Rvo, Thursday, 12 October 2017
The Spanish business culture differs from that of the UK. Even within the country, there are local rules and practices.
In the south, people are more relaxed and' unreliable' than in the north. In the north, they are much more businesslike. High discounts are not
likely in the north. While in the south it is great to get high discounts. You should take this into account when setting the price for doing
business. You will receive a few tips from us.
Start your first telephone or email contact with a few words of Spanish. Confirm your appointment shortly in advance and prepare well. Please note
that just sending a letter or e-mail to a business relationship is not enough. Take a lot of time to build and maintain networks. No rushed lunches.
Personal contact and interest are essential. The dress code is formal.
The Spanish business culture is formal. Spanish companies are hierarchically structured. It is essential that the conversation is with the right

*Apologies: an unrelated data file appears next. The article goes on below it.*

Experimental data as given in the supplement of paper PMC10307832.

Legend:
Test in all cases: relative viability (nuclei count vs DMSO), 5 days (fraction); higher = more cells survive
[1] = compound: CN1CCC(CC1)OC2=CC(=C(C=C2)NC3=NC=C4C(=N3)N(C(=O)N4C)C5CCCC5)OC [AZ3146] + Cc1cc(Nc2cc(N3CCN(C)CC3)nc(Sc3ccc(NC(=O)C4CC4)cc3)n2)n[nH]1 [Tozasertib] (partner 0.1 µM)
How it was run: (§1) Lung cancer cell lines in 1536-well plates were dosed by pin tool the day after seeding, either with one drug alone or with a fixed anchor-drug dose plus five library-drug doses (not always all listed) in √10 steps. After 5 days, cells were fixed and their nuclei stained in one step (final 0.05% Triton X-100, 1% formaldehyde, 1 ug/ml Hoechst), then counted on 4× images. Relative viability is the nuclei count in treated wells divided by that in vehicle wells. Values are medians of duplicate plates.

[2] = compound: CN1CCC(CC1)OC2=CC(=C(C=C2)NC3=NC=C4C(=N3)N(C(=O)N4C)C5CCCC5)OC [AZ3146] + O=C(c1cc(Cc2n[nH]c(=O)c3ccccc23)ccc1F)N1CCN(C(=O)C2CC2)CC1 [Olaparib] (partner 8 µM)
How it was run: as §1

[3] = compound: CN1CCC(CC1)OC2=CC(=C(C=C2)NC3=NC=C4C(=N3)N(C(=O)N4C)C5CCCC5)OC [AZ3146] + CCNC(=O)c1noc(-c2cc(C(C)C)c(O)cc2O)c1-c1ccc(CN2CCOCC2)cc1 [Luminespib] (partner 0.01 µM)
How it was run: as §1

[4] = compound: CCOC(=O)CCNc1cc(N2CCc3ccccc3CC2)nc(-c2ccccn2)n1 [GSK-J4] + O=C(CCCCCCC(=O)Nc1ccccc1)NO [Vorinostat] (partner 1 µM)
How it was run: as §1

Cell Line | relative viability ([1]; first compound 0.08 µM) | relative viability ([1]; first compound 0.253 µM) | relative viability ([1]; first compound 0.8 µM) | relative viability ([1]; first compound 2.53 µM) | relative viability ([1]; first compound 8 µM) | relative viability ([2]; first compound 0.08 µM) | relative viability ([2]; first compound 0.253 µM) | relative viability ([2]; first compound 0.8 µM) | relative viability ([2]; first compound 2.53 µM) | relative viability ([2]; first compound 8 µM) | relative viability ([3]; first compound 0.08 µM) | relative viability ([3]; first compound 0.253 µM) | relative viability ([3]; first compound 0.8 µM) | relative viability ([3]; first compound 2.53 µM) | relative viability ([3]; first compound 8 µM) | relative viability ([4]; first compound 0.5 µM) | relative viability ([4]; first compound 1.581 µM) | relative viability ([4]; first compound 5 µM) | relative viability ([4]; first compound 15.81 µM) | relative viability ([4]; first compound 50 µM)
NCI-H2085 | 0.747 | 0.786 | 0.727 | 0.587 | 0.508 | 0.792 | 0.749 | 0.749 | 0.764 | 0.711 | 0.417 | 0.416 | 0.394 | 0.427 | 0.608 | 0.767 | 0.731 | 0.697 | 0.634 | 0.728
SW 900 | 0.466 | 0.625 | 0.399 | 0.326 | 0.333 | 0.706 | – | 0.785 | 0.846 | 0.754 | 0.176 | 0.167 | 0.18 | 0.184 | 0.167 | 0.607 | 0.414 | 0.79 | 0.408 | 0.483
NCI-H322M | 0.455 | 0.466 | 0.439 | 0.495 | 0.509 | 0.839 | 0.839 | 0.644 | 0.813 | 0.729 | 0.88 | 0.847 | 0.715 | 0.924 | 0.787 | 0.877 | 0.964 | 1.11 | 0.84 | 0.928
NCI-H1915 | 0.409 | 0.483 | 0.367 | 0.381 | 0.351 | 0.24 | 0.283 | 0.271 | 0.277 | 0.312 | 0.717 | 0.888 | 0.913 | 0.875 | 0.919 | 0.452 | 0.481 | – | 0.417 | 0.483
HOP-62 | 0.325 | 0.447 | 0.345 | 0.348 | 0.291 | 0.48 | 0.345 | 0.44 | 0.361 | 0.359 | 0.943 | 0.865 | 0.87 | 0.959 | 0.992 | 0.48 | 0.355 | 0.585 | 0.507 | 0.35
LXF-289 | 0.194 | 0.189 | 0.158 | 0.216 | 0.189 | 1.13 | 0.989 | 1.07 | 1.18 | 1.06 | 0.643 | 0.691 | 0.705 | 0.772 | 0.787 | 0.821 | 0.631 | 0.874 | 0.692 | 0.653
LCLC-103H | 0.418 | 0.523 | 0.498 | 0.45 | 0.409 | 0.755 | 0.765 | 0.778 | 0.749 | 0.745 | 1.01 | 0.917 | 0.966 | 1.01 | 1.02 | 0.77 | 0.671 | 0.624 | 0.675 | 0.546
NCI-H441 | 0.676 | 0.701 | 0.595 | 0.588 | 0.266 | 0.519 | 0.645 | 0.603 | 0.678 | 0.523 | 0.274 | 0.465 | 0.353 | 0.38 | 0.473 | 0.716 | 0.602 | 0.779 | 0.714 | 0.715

person. Come to appointments on time. But do not expect you always to be welcomed in time. Please keep in mind long payment terms. This may depend on
the product and industry you do business with. Check the creditworthiness of Spanish companies. Also, it is also good to consider taking out credit
Controlling the Spanish language is important. Take an interpreter with you. Information material must be in Spanish. This includes leaflets,
websites, and manuals.
There are different working hours: lunch from 14.00 to 16.00 or 17.00 hours. Afterwards, they work until 19.00 or 20.00 hours. In the summer, people
often do not work in the afternoon. Many companies are closed all year round on Friday afternoon or in August.
Engage a legal advisor who is well acquainted with the Spanish judicial process. Procedures often take a long time. Record all agreements (purchase,
sale and distribution agreements) in writing. Preferably provide a Spanish and English version of the contract. Be as transparent as possible and
leave nothing to the interpretation of the other party.
A business gift is appreciated. This does not have to be given at the first appointment. A gift without a company logo is appropriate, for example, a
commemorative gift from the UK. A gift is immediately unpacked. Business relations are usually invited to a restaurant. The Spaniard only invites
friends at home.
This article of
is based on
from the Dutch language by Jos Deuling.